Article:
The most common clinical sign of a malignant mammary tumor is one (or more) palpable masses underneath the skin of the abdomen. They may be next to or within the nipple and follow along the mammary chain (see illustration). The size of the mass(es) and their appearance may vary, but they are usually firm and nodular.
A mammary tumor is a tumor of the mammary tissue. They are common in un-spayed dogs and dogs spayed after their first heat cycle. Mammary tumors occur more frequently in breeds such as toy and miniature poodles, spaniels and German shepherds. Male dogs are rarely affected.
What causes mammary tumors in dogs? Mammary tumors develop because of spikes in female hormone (estrogens) that take place during a dog's heat cycle. By spaying a dog at 6 months of age or before the first heat cycle, it virtually eliminates the risk of getting mammary tumors, which starts at only about 0.5%.
Basal cell tumors can take on many forms, including a pearly white or waxy bump, often with visible blood vessels, on the ears, neck, or face. Tumors can also appear as a flat, scaly, flesh-colored or brown patch on the back or chest, or more rarely, a white, waxy scar.
Lipomas often form in the fatty tissue under the skin. These are also the most noticeable ones, as they look and feel like soft, dome-shaped lumps under the skin. They vary in size from pea-sized to several centimetres in diameter.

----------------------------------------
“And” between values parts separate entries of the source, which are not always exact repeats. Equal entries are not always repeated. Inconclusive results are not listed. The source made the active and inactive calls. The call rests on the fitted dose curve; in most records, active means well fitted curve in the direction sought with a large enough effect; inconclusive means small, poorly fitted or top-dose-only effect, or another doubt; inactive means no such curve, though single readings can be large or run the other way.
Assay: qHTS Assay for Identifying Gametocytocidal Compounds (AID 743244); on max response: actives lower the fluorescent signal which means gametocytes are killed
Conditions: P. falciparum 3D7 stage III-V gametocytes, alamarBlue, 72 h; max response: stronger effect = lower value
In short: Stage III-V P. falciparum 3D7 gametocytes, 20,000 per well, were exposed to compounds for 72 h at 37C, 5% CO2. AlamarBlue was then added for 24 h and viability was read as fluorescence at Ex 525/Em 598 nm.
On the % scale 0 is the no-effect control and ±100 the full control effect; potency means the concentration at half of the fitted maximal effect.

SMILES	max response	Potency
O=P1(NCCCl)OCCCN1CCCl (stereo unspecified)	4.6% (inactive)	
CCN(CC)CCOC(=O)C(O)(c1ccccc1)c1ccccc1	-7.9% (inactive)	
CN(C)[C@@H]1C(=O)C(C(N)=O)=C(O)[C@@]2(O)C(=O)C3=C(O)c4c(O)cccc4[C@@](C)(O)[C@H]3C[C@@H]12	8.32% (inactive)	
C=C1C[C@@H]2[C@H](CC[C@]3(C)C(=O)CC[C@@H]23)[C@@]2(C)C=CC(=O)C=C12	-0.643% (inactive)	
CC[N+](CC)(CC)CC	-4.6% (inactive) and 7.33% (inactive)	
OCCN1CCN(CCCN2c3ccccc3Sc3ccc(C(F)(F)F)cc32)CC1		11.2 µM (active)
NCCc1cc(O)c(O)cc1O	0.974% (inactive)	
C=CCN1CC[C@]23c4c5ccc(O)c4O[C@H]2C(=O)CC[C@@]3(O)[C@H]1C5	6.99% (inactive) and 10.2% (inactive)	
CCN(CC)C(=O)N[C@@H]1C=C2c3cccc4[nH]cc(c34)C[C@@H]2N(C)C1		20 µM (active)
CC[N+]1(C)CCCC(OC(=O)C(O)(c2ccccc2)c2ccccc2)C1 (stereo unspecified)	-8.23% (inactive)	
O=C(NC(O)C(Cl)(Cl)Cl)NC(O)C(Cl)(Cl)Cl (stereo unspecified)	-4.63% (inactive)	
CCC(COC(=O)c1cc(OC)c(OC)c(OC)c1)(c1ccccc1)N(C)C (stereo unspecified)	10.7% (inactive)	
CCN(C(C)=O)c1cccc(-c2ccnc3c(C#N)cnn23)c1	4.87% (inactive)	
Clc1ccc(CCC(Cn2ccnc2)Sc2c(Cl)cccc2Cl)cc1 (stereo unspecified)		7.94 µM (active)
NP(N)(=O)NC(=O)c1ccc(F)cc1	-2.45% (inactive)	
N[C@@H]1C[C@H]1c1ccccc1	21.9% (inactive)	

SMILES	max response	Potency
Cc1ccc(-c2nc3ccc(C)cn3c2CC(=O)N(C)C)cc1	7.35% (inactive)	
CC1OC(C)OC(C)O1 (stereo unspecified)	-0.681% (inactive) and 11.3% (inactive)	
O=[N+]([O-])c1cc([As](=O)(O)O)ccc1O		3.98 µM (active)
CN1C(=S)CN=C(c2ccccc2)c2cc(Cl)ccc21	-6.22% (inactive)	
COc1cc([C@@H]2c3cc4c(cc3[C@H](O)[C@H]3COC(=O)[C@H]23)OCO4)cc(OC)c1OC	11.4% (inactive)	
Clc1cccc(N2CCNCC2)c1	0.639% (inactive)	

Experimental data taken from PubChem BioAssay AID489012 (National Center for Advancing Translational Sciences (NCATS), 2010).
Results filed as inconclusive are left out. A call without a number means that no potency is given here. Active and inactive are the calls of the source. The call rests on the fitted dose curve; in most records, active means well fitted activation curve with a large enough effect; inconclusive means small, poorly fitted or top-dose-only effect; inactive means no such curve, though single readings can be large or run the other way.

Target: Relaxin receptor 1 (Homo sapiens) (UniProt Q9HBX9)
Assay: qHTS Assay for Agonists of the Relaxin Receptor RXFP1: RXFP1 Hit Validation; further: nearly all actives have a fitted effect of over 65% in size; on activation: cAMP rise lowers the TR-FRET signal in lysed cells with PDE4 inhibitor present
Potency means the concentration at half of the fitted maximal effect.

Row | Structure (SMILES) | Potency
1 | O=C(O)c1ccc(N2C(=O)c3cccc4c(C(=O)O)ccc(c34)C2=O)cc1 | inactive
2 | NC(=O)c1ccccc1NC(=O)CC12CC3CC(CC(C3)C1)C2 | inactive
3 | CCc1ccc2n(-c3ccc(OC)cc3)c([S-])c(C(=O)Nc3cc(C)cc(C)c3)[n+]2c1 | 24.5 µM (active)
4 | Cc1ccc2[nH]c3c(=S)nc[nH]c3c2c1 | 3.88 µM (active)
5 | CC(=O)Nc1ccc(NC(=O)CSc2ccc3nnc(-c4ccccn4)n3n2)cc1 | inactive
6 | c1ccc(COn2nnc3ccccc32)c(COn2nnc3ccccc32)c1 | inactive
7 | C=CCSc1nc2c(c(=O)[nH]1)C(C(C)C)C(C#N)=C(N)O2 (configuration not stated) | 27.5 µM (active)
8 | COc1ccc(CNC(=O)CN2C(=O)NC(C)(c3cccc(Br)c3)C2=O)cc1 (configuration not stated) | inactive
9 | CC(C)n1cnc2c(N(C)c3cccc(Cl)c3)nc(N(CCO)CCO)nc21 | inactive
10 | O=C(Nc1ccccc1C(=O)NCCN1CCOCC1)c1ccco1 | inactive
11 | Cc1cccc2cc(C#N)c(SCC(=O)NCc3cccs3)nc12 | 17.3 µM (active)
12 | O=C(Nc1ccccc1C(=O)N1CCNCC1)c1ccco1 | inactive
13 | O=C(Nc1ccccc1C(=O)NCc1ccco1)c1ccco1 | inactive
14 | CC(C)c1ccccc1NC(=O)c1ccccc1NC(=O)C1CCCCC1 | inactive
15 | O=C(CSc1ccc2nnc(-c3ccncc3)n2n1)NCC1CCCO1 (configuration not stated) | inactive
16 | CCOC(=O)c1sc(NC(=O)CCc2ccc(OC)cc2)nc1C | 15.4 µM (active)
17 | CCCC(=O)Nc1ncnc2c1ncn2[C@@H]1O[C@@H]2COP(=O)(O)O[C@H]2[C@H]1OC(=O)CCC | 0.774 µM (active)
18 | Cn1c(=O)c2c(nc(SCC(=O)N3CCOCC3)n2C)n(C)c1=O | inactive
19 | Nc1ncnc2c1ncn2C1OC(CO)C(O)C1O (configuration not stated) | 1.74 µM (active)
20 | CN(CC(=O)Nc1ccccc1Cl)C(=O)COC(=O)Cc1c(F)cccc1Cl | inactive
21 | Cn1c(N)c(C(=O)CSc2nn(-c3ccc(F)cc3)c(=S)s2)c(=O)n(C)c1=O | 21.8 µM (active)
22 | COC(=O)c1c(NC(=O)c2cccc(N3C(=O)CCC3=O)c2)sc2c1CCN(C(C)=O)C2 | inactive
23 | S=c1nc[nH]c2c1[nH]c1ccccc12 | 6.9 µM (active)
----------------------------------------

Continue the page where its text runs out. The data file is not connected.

Lipomas: These are the most common skin tumors of dogs. They feel like soft, fleshy lumps that are typically hemispherical or round. The deeper ones can feel firmer and scarier, but they're almost always benign too. Skin tags: These benign masses look like tiny, often elongated outcroppings of skin.
Palpation (feeling with the fingers) of the scrotum may reveal a nodular enlargement of the testicle, unevenly sized testicles, or generalized swelling of the scrotum. "Most dogs with testicular tumors do not have any obvious clinical signs.
A lipoma will typically present initially as a small, hemispherical lump under a dog's skin. It will usually appear haired, relatively soft and somewhat mobile, though variations in texture (firmer masses that are more firmly adhered to the underlying tissues) are not uncommon.
The cutaneous papilloma in dogs is benign and of non-viral origin. This tumor is more common in older canines. This tumor is a whitish-gray color and is shaped similar to that of a cauliflower. They are generally located on the head, feet, and eyelids.
Melanomas appear pigmented or non-pigmented, and may be nodular or cauliflower-like in appearance. These tumors may appear as swellings on the gums around the teeth or on the hard or soft palates. They frequently ulcerate (break open) and bleed. They may also become infected.
In the case of benign perianal adenomas, you many see one or more small, round, pink, hairless, slow-growing nodules around the anus. Although they usually grow around the anus, they can grow in the prepuce, scrotum, and under the tail.
Benign or malignant tumors of the earwax glands (called ceruminous glands) can develop in the external ear canal.. These tumors can appear as smooth or bumpy stalk-shaped lumps or flattened patches that rise off the lining of the ear canal. A deep biopsy of the tissue is necessary for diagnosis.
These tumors, whether benign or malignant, will change the appearance of your dog's eye. With melanoma of the iris, you may see one or more roughly circular brown or black spots (lesions) on the iris. They may be flat or raised and may grow over time to become discrete, raised pigmented masses.